SM:  I have to – first and foremost, I’m sure everyone at this table feels the same way, personally thank you for everything that you do. You’ve changed all our lives with your films.

SS: Thank you, thank you.

SM: My question is, in terms of technology, since you’ve been making films – how has it changed and for you personally what’s the biggest struggle?

SS:  I wouldn’t characterize it as a struggle. But I think it’s more of a kind of duel between story and technology. And what should triumph in any project? And I believe it should always be story. And so, if there’s any kind of a struggle going on, it is basically what we offer audiences today. Are we offering them stories that they will remember for the rest of their lives? Or are we offering them spectacle? Are we making films that will be appreciated perhaps in the short term, but then forgotten very soon after. And that – and when I personalize that, I say that’s my struggle too. Because I get very seduced sometimes by concepts that have a wow factor. And I have to always go and realize, “But why am I going to spend 2 years of my life on something for a wow factor, when I’m not sure the story has any social value or any lasting value that will be remembered in a year – let alone in 10 years, let alone a single year?” So I get – like everybody else, seduced by big ideas and big franchises and big possible franchises. And I think I’ve gotten to the point in my life right now where it’s easy to say no. Used to be hard for me to say no. But I’ve said no to so many humongous, hit franchises that I think I’m getting pretty good at it.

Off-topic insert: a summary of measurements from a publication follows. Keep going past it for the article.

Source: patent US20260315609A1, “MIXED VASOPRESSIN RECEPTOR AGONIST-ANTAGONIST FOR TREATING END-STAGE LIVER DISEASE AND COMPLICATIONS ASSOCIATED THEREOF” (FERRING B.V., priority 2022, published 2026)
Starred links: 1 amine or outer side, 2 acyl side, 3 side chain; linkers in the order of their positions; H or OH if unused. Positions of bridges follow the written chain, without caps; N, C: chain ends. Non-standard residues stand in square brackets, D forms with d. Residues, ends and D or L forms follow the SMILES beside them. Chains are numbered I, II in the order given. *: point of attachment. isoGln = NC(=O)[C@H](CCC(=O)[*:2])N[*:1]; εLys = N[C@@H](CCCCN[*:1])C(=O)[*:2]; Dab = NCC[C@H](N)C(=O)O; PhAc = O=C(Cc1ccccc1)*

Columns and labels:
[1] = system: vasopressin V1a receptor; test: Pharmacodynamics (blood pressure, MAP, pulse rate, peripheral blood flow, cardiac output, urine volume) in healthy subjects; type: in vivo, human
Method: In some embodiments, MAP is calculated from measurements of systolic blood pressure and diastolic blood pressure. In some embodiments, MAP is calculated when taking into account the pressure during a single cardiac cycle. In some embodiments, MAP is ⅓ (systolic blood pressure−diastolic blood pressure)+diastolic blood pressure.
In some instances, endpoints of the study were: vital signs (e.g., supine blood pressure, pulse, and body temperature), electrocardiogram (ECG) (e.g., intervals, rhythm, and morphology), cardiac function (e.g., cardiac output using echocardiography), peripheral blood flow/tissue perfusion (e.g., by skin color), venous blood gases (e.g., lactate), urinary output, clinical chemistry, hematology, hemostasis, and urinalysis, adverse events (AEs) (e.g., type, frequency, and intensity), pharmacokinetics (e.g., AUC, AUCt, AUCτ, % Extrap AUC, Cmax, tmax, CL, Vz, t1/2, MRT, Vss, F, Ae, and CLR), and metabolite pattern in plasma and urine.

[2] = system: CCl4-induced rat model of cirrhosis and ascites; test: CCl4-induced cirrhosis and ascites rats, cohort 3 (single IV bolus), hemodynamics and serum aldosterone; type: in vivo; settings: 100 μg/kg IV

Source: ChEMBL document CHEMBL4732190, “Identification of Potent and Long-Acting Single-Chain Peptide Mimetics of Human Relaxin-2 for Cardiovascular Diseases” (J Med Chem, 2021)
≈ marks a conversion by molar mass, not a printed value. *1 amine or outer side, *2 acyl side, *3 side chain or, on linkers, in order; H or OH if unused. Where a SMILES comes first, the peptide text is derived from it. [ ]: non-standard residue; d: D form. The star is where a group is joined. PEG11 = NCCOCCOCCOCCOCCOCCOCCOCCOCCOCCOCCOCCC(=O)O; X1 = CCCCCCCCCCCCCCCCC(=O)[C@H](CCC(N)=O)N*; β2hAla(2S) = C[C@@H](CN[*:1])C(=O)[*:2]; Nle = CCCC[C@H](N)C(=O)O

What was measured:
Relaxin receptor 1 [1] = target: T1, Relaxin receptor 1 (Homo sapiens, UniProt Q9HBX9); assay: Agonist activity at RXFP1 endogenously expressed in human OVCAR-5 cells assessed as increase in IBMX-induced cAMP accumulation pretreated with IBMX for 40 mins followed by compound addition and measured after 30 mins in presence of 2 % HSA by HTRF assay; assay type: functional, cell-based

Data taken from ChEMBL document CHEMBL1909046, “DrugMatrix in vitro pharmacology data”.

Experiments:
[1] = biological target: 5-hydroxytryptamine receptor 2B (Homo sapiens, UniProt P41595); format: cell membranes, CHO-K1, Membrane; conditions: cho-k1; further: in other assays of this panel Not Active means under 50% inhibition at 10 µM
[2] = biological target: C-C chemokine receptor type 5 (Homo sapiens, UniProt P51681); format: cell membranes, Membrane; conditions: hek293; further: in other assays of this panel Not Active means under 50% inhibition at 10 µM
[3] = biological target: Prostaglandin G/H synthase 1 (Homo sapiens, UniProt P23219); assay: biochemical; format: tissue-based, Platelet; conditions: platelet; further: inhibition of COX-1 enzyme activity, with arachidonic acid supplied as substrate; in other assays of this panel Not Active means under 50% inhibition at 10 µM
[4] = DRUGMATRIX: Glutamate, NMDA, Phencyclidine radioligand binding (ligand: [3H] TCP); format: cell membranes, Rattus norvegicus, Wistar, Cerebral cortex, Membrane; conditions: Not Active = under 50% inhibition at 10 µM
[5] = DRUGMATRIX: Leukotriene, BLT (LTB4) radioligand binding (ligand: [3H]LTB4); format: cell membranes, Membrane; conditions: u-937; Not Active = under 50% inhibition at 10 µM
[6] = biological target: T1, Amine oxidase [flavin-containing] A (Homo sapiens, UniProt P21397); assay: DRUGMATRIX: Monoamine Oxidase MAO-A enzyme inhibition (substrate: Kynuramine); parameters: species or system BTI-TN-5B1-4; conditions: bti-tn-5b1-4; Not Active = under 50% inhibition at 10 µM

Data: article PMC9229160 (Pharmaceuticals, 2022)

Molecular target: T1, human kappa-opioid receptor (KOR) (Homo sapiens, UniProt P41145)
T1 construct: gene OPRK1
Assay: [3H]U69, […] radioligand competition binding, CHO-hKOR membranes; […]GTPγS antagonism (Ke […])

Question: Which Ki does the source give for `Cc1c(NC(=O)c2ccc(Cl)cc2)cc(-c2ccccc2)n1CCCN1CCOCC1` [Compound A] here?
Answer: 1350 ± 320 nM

There were a lot of other good questions asked during the 18 minute roundtable that included Spielberg talking about the next installment of Indiana Jones franchise to Ready Player One.